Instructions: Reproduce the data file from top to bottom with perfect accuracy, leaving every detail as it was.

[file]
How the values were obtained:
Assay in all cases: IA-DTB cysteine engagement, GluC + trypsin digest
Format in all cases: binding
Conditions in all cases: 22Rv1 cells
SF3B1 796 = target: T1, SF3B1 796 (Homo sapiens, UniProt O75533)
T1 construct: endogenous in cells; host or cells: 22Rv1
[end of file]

How the values were obtained:
Assay in all cases: IA-DTB cysteine engagement, GluC + trypsin digest
Format in all cases: binding
Conditions in all cases: 22Rv1 cells
SF3B1 796 = target: T1, SF3B1 796 (Homo sapiens, UniProt O75533)
T1 construct: endogenous in cells; host or cells: 22Rv1